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Bill Rankin, 2016

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Although New Haven is still known as "Elm City" — after the many elms planted in the late 18th and early 19th century by James Hillhouse — most of its namesake trees were killed by Dutch elm disease in the 1930s and 1940s. The Green, Yale, and Elm Street have been replanted with disease-resistant hybrids, but elsewhere only a few scattered elms remain.

The main pattern today is streets planted with a single type of tree, and the city as a whole is an intricate weave of oak, maple, planetree, linden, ash, and honey locust. There are also isolated blocks of cherry, pear, sweetgum, and other non-native species. But the most recent wave of planting has moved away from single-species streets, and instead holes are being filled with a variety of new alternatives, mostly from east Asia. The Japanese keyaki (Zelkova serrata) serves as an elm-like reminder of what was lost, and the Japanese pagoda tree, Amur maackia, Amur corktree, Japanese lilac, paperbark maple, and ginkgo dot the streets at random.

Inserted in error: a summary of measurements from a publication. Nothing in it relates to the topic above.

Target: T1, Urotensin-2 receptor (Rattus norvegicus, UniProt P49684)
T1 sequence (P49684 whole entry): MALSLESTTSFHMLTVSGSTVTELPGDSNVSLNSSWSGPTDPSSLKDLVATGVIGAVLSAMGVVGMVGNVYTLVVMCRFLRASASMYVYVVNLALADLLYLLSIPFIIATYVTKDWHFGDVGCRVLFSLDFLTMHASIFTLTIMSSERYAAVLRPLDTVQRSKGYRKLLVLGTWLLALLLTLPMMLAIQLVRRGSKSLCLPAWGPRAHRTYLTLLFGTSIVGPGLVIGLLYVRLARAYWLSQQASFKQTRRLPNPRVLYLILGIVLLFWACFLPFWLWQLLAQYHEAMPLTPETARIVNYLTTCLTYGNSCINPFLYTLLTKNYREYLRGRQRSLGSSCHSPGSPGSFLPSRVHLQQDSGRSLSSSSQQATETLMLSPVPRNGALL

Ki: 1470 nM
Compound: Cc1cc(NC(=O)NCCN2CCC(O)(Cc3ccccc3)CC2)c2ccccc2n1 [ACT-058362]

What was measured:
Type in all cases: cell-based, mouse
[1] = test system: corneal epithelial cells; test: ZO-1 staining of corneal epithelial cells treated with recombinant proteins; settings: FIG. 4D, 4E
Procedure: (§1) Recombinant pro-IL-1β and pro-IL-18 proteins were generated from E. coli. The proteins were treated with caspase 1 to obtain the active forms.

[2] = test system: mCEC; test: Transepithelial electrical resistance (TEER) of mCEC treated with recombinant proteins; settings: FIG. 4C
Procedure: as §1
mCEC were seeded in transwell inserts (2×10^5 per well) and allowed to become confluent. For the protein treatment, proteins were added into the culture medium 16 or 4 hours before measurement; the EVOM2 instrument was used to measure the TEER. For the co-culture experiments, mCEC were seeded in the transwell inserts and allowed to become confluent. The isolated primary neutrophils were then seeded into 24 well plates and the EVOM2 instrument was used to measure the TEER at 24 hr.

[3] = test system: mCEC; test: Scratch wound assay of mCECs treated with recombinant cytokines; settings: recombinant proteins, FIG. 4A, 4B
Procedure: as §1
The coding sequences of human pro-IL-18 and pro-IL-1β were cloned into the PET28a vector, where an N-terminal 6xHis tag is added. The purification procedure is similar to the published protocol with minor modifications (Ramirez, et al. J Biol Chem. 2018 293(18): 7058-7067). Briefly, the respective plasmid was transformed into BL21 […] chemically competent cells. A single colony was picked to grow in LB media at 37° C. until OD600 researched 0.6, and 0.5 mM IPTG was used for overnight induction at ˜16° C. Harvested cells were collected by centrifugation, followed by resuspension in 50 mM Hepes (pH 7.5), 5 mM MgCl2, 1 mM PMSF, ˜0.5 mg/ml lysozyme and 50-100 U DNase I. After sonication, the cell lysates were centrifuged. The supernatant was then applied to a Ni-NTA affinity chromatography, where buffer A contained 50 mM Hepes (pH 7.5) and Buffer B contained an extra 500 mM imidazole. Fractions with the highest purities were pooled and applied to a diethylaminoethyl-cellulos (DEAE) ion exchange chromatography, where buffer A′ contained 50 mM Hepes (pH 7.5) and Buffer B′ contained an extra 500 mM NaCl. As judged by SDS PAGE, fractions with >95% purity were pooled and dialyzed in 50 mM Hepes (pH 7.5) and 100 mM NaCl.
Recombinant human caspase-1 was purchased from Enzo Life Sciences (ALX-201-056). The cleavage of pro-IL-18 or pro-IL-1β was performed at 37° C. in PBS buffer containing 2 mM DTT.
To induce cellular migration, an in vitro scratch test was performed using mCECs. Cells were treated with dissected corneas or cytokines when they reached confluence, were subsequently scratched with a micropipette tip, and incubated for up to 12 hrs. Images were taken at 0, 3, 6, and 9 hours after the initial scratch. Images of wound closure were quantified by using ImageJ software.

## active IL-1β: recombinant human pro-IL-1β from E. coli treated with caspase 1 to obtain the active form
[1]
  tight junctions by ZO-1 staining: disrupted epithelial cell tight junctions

After the elms disappeared, one of the most popular replacements was the Norway maple. But these trees have not been as long-lasting or robust as hoped, and soon New Haven is due for another rapid change in its treescape.

Data from the Urban Resources Initiative.